Posts Tagged ‘peony’
A few planting beds at Cornell University’s Plantations hold a variety of peonies unlike any I or my dad have grown over the past 50 years.
Please forgive me for stepping away from my kitchen garden. I’m still working on my dad’s house in Ithaca, and on this trip I discovered Cornell Plantations was running a plant sale. Of course, I went, and it was hard to resist buying. There were so many plants I’d love to have taken home, and all at great prices!
I exercised self-control, and I also grabbed some photos. Cornell Plantations is a show and research garden. It hosts a huge collection of plants. Themed gardens show off plants from all over the world, and it’s easy to spend several days exploring. Along the walk from my car to the plant sale, there were several raised beds planted in peonies.
Cornell’s plant sale offered many shades of heucheras, the most dramatic of which was the particularly red-leafed plant in this photo.
When I was a kid, peonies were floofy, aromatic, gorgeous flowers at the back of the yard near the rhubarb patch. I used to watch ants crawl around on the peony buds and later I’d marvel at the giant flowers that bowed their supporting stalks to the ground. Years later I encouraged my wife to plant peonies, and we had three varieties until this past winter – one of them didn’t survive. All three varieties were just like my dad’s but in three colors: pinkish-purple, pink, and creamy white with pink inclusions.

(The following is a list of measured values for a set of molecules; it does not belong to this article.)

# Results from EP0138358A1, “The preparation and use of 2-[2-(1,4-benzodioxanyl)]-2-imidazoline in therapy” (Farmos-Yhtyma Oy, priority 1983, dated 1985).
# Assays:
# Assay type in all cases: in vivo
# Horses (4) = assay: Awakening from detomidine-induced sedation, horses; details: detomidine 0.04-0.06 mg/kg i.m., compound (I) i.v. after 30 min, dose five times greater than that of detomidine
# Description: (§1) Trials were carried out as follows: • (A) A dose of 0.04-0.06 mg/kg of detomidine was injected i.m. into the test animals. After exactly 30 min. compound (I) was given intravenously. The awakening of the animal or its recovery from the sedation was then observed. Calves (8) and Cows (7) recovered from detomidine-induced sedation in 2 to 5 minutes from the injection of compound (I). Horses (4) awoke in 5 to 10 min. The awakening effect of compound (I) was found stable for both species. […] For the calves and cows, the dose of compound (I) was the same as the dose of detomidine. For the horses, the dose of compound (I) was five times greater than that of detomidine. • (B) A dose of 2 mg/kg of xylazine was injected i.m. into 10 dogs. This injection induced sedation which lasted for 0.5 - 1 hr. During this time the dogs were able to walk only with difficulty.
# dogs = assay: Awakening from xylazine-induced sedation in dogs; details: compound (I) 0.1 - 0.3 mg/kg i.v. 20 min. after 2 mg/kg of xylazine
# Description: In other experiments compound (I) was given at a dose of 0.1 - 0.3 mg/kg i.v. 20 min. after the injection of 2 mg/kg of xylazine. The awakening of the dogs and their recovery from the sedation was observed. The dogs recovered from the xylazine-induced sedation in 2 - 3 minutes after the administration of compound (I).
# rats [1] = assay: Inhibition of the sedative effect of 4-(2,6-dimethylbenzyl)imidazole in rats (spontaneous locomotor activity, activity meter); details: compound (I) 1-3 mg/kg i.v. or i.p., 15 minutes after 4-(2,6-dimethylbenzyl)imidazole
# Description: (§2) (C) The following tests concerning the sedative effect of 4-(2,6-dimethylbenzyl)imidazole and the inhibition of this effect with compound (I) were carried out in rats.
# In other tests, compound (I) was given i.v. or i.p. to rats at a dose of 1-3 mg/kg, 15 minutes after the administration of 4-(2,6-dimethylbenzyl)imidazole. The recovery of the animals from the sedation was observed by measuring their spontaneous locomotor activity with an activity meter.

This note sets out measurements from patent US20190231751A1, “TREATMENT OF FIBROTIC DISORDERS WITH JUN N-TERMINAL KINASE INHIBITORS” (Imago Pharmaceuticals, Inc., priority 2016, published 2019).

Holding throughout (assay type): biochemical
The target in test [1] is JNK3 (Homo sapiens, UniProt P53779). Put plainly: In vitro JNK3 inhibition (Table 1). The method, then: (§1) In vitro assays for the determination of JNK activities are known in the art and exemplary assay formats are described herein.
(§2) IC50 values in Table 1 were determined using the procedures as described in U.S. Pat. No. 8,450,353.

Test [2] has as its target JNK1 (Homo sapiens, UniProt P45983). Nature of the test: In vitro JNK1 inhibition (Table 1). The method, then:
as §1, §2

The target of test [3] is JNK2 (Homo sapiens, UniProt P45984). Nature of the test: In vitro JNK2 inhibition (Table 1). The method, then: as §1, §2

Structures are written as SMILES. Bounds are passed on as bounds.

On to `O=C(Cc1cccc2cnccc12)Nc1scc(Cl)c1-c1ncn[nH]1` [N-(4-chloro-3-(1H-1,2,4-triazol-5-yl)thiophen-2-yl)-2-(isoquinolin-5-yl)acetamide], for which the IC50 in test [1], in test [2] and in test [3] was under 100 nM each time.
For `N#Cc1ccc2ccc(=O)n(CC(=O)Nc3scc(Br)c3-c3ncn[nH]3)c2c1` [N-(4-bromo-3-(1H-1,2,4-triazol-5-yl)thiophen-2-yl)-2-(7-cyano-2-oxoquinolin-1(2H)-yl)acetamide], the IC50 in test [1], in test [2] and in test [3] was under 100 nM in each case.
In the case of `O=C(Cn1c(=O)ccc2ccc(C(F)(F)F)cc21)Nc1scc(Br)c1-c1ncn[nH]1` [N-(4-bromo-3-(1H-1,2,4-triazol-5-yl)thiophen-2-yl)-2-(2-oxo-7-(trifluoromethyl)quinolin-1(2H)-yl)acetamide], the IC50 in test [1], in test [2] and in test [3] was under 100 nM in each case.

Cornell’s peonies have peony leaves and stalks, but the flowers are barely like my dad’s peonies. I captured a whole bunch in pixels along with a few photos of the area hosting the plant sale. The photos tell the story, though the embedded slideshow at the end simply glorifies peonies!
An enormous pergola housed a huge collection of what must have been shade-loving plants adjacent to the plant sale. Unrelenting sunlight cast shadow stripes onto everything beyond a rope we were not permitted to pass.